How to Choose the Best Supercapacitors for Micro-Generators

Microgrids are becoming increasingly important as a backup power source when there’s a massive disruption. And to power these microgrids, engineers insist on utilizing supercapacitors. Also known as ultracapacitors, these devices offer many advantages over regular capacitors and batteries. Click here to explore more on supercapacitors.

In this article, you’ll learn how to choose the best supercapacitors for your micro-generators.

Power Density

The power density is defined as the amount of power per unit volume. A supercapacitor that you intend to use in a microgrid should have high power density. Because of this feature, it will take a lesser time to charge up. And when discharging the power, it’ll be super fast as well. And that’s what you expect from a supercapacitor. When the primary electricity source is down, you want it to deliver power reliably.

Most supercapacitors have a faster charge and discharge rate than batteries, but they do not store much power like batteries. Because of high power density, the supercapacitors can charge up quickly and discharge at the same rate. It’s best to have ultracapacitors with higher power density, depending on how valuable your microgrid is to the entire system.

Energy Density

When evaluating supercapacitors, energy density is not emphasized as much as power density. The former is defined as the amount of charge a device can hold. Supercapacitors offer a better energy density than capacitors but worse than batteries.

When buying ultracapacitors, it’s better to have a higher energy density. Researchers have already discovered supercapacitors that could charge 10X faster and hold more energy. This could revolutionize electric cars and the slow charging rate associated with them.

Voltage Rating

Supercapacitors have a lower voltage rating. This makes it harder to charge them at a higher voltage range. As a rule, you shouldn’t exceed the capacitor voltage rating. So if the manual reads 4.5V, you should charge it in between the 4V to 4.3V range. 

If you exceed the rating, you run the risk of damaging the integrity of the supercapacitor. Therefore, it’s better if the ultracapacitor has a higher voltage rating.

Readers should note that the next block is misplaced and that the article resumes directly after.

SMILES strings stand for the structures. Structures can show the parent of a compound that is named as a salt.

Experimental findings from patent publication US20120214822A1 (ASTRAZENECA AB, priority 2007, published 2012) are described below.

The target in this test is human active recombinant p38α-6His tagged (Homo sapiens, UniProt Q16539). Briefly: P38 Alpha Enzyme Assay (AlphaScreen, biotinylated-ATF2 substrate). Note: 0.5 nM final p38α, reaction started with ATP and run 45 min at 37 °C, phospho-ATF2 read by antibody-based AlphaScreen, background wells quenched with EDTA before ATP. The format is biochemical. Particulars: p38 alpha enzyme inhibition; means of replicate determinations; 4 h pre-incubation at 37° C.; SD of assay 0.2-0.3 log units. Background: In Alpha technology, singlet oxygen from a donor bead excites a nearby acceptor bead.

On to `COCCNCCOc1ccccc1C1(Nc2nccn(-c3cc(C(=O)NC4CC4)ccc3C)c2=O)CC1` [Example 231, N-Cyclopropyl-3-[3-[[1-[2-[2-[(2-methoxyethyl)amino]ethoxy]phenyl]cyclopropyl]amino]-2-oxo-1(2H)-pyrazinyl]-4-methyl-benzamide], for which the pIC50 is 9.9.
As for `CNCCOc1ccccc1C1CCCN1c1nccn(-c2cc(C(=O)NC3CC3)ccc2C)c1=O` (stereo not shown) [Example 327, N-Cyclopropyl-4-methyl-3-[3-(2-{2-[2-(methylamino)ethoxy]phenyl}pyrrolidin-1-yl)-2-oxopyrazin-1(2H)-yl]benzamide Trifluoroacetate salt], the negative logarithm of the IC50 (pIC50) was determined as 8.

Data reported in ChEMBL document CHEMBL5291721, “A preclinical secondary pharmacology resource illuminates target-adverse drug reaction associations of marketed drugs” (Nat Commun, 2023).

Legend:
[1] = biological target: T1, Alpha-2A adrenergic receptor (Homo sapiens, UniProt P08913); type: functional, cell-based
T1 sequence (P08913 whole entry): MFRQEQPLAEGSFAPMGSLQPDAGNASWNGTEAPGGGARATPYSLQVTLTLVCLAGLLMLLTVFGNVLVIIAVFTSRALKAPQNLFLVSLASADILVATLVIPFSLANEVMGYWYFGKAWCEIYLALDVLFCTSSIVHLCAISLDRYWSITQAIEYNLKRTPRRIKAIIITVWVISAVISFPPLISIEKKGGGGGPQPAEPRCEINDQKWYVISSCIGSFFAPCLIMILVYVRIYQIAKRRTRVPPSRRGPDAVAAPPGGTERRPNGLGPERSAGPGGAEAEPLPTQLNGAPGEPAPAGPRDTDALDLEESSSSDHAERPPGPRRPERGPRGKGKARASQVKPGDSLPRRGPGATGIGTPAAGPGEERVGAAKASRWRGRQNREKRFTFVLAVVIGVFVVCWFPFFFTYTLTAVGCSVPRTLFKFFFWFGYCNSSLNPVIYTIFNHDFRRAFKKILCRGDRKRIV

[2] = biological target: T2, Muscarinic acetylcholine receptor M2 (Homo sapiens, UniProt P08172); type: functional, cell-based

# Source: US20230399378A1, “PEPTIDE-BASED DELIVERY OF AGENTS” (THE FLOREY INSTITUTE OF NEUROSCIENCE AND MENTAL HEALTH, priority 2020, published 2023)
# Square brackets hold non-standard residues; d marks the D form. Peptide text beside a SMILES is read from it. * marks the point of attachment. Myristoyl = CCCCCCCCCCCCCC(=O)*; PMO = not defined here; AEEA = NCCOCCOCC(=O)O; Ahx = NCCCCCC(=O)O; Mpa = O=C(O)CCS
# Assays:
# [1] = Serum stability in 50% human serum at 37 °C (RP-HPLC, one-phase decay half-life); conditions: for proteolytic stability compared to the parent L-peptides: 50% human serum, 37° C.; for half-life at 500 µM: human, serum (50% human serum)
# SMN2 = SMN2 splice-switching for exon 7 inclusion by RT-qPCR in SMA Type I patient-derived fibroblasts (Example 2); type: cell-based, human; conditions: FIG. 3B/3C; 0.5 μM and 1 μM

Temperature Range

Microgrids are installed at places with fluctuating temperatures. If the temperature plummets below -15°C, then conventional batteries and capacitors do not function properly.

But ultracapacitors are designed to work properly in both hot and cold temperatures. And they differ by this temperature range. The best ultracapacitors are made to work even in extreme conditions like 85°C and -40°C.

Besides the environmental temperature, the energy storage devices also need to cope up with internal heat. So when you’re using a supercapacitor for a microgrid, you should consider the ones with a broader temperature range.


Ultracapacitors are designed to last long. But exactly how long depends on the particular product and brand. Some supercapacitors can last multiple decades because they do not rely on chemical reactions as batteries do. The lifetime also depends on how you use them. So invest in supercapacitors that have longer validity.


Supercapacitors aren’t cheap and come with a high initial cost. Expect to pay a hefty amount when investing in these. But the price also varies from brand to brand. So it’s better if the supercapacitors are within your price range.

Buying supercapacitors for your micro-generator doesn’t have to be complicated. You should keep things simple and look at the above characteristics. With the right investment, you can ensure a reliable power supply from your microgrid when there’s an outage. 

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